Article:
(A) Surface and cartoon representations of the interface between Cas1 and IHF-α. In the inset, residues at the interaction surface are shown as sticks, and residues of interest are labeled. Electron density is shown as a surface with an 8σ threshold. (B) Acquisition assay with wild-type Cas1 and Cas2 and the indicated IHF-α mutants. H208A Cas1 is a negative control. (C) Integration assays with radiolabeled protospacer and targets with truncated leaders. IHF is included unless otherwise noted. Mutant substrates have 1, 2, or 5 base pairs inserted between the IHF recognition sequence and the Cas1 recognition sequence of the leader. Time points were taken at 0, 1, 5, 15, and 30 min. (D) Quantification of leader-side integration with radiolabeled protospacer and truncated targets. Means and standard deviations of three independent replicates are shown.

To further investigate the role of IHF, we performed integration assays with and without IHF, using a truncated leader to prevent contribution from upstream interactions (Fig. 6C). In the absence of IHF, off-target integration occurs in the leader, indicating a role for IHF in limiting spurious integration events. Shifting the IHF-binding site one to five nucleotides farther away from the leader-repeat junction led to a modest decrease in the efficiency of leader-side integration, although the site of integration was unaltered (Fig. 6, C and D). This supports the model that contacts between IHF and Cas1 contribute to specific and efficient CRISPR locus expansion, although recruitment of the upstream binding site appears to be the more important contribution.

Conclusions

These data show that the type I Cas1-Cas2 from E. coli relies heavily on active-site positioning and structural features of the DNA, rather than direct sequence recognition, to localize DNA integration to the CRISPR locus (fig. S16). The ability of the DNA substrate duplex to access both Cas1 active sites regulates recognition of the CRISPR repeat, with the GC-rich inverted repeats allowing for twist deformation and the midrepeat sequence acting as a hinge, and IHF aids in recruitment at the leader by providing a secondary binding surface for the complex. The lack of direct sequence recognition might reflect the evolutionary origins of Cas1 as a more promiscuous transposase (2527). Bending of the DNA target site is a common feature in transposases and integrases, where it disfavors the disintegration reaction by ejecting DNA from the integrase active sites once integration is achieved (28, 29). Although Cas1-Cas2 may use a similar mechanism, as suggested by the displacement of the midrepeat upon full-site integration, CRISPR systems appear to have exploited the requirement for DNA bending to provide sequence specificity for the integration reaction. The role played by IHF also represents an unexpected variation on a feature sometimes seen in transposases. In both λ and μ phage mobilization pathways, IHF or the related protein HU is involved in bringing recognition sequences on the viral DNA into contact with the integrase (29, 30). In the phage pathways, IHF aids in the recognition of donor DNA, whereas in CRISPR acquisition, it is important for recognition of the target DNA, highlighting the shift in substrate selectivity from donor to target that was essential for the “domestication” of Cas1 for use in immunity (25, 26).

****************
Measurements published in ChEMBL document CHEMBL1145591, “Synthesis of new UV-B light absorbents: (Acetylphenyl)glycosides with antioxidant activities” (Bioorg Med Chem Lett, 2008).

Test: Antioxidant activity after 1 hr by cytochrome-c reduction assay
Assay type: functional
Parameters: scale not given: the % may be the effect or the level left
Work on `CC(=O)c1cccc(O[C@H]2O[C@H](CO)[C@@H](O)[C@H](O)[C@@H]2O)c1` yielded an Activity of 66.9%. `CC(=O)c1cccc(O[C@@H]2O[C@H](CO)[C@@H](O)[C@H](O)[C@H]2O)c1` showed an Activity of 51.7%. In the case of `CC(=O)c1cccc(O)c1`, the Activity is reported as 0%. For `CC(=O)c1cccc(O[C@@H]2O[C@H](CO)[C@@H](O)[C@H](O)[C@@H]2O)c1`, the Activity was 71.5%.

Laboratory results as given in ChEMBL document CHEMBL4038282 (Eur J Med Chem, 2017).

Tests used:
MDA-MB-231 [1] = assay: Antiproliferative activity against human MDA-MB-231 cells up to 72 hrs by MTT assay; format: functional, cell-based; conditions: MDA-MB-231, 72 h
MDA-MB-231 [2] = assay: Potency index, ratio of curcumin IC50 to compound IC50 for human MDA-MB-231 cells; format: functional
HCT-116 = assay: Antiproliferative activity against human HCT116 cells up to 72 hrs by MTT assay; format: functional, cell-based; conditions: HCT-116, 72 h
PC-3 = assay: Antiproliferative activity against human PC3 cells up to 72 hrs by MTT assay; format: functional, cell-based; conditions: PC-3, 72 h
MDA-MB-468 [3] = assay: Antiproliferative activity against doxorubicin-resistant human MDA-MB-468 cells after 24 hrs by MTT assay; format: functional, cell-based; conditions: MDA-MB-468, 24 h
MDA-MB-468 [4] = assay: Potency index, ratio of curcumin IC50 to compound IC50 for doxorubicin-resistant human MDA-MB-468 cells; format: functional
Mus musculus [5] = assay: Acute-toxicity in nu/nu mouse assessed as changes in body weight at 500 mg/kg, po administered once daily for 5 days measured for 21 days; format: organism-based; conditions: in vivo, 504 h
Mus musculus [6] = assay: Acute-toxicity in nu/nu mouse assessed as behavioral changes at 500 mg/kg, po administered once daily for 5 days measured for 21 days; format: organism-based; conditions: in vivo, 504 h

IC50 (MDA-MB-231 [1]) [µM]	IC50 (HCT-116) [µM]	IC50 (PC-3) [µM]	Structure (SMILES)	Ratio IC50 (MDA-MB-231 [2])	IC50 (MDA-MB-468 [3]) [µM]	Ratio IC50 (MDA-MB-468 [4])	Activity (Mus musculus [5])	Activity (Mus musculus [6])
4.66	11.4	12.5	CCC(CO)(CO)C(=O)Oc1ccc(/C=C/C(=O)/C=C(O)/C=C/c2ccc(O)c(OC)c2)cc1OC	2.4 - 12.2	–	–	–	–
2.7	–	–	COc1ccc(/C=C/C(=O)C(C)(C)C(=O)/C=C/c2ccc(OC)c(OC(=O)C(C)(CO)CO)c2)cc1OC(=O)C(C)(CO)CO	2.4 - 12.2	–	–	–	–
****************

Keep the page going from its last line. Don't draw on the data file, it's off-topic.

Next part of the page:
The distinctive substrate preferences of the CRISPR integrase could make it useful as a molecular recording device for barcoding genomes or generating locus-specific sequence insertions (31). Bacterial transposases such as Tn5 and MuA are robust tools for DNA tagging, insertion, and deletion, but they are promiscuous in their target selection and require sequence-specific interactions with the donor DNA that limit their use in some systems (3234). Although the CRISPR integrase shares the reaction chemistry of other transposases, its substrate sequence independence, coupled with its selectivity for target DNA sequences, may enable a complementary set of applications. The architecture of the CRISPR integration complexes presented here suggests that subtle adjustment of the distance between Cas1 active sites could reprogram the CRISPR integrase to recognize different integration target sites. Changes in integrase architecture could thereby be exploited for genome tagging applications and may also explain the natural divergence of CRISPR arrays in bacteria.